On March 4, 1908, flames tore through the Lake View School building in Collinwood, Ohio, trapping many of the roughly 350 people in it. 172 children, two teachers, and one rescuer died. In the following week, Collinwood, then a suburb adjacent to Cleveland, buried nearly half of its children. This tragedy has been all but lost in most accounts of American history, even as the Triangle Shirt Waist factory fire in New York is widely known and taught.

The Collinwood Fire, 1908  aims to bring the Collinwood fire back into the history of the United States. Its images, videos, and archival documents situate the fire within the context of rapid industrial expansion in the Midwest, growing immigration and racial tension, the history of education, and the rise of consumer culture.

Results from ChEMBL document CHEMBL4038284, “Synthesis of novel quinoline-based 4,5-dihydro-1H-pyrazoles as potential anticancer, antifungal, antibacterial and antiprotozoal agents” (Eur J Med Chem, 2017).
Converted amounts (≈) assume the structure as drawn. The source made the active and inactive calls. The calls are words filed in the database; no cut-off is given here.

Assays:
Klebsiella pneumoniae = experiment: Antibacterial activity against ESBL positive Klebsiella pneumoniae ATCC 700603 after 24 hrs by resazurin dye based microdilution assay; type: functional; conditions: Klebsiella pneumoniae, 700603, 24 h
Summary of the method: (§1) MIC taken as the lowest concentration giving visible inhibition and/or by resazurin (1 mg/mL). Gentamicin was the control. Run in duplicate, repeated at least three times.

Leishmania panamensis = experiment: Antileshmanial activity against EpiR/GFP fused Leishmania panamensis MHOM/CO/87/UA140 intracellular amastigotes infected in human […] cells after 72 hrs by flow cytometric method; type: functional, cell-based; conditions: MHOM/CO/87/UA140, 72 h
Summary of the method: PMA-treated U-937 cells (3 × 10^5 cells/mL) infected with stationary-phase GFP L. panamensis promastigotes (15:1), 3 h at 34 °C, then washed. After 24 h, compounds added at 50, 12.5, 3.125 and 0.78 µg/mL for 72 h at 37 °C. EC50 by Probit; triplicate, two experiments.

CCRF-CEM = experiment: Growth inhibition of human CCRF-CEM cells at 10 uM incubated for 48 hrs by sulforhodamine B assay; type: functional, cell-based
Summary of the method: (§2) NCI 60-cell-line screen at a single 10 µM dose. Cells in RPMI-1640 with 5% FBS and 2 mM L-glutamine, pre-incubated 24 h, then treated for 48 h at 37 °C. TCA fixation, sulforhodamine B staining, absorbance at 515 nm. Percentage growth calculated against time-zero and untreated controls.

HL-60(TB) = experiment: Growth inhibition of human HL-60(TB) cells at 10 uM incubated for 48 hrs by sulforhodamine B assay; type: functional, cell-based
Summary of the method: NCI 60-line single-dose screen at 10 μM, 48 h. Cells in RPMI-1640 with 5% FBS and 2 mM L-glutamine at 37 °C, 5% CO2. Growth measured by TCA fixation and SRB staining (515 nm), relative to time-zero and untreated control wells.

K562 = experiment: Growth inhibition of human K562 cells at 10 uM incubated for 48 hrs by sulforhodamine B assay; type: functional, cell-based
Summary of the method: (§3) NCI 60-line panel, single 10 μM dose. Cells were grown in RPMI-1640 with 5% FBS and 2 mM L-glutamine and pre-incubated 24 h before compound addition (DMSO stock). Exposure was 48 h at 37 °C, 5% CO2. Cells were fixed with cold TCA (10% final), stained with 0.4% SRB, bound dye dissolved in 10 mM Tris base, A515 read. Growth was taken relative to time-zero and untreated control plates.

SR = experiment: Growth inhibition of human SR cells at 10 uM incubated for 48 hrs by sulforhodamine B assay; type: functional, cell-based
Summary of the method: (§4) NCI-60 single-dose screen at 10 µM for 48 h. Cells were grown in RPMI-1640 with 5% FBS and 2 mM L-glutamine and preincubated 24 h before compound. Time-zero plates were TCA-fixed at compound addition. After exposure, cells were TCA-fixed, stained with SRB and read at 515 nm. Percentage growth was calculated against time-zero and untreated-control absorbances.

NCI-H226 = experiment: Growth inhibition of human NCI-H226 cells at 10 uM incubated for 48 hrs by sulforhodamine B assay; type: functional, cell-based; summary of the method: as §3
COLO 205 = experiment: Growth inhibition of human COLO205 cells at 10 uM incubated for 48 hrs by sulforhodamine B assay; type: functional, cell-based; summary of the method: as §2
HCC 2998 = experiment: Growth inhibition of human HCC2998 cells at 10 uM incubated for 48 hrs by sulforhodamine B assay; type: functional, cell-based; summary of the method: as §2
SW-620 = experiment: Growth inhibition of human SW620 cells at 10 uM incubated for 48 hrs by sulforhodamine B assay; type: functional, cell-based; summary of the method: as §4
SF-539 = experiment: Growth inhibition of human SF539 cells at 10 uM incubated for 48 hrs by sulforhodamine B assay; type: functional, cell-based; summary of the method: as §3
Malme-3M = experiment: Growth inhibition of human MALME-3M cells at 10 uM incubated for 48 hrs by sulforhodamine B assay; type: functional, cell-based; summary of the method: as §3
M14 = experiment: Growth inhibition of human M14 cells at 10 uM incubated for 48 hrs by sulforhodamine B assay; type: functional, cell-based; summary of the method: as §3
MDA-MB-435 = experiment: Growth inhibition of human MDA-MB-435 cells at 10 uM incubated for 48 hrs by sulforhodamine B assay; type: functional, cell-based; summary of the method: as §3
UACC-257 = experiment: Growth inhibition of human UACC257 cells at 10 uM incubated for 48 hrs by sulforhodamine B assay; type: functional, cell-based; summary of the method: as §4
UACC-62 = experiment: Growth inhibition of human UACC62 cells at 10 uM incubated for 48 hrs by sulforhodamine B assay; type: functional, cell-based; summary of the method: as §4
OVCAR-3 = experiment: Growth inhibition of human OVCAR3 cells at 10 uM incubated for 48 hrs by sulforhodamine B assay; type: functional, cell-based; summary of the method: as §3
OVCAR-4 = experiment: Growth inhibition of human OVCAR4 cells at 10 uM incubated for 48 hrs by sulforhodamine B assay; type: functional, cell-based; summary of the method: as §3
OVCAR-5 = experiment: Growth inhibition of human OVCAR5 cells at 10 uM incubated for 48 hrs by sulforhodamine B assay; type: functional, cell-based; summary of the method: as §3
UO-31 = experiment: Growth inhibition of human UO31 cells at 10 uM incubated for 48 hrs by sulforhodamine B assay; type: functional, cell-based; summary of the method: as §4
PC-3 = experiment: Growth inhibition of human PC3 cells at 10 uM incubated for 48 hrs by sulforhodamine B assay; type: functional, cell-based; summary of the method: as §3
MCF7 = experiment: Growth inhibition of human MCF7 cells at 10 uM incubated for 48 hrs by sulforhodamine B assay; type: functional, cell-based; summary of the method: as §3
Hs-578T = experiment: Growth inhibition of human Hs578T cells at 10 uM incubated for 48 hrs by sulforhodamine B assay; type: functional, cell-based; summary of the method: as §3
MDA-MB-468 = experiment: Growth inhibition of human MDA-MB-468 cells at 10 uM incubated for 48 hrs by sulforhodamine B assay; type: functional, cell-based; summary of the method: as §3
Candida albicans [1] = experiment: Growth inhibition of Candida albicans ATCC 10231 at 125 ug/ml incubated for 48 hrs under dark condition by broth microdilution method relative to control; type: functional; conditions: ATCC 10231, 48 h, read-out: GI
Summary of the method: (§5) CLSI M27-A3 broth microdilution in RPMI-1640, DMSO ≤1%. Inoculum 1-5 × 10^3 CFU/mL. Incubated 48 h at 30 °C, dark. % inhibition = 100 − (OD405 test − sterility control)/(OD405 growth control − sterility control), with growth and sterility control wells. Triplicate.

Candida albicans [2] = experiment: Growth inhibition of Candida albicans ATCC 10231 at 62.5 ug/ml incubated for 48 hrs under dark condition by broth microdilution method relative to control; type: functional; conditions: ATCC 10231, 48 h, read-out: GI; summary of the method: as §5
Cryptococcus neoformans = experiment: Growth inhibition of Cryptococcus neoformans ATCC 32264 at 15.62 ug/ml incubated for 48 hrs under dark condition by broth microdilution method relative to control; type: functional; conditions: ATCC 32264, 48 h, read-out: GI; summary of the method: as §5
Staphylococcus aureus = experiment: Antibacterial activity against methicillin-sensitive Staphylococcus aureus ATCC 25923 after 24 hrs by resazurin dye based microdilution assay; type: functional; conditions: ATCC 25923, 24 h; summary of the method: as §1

It is hard to describe but absolutely absorbing: the Collinwood Fire, 1908 is a digital-native storytelling experiment, and includes a 7 minute animation, photos of old movie theaters in Cleveland, insight into mass media coverage of the day, and other archival research that provide larger context for the fire. It tells stories “across media and in ways that have simply not been available before.”

Come on in and take a look around.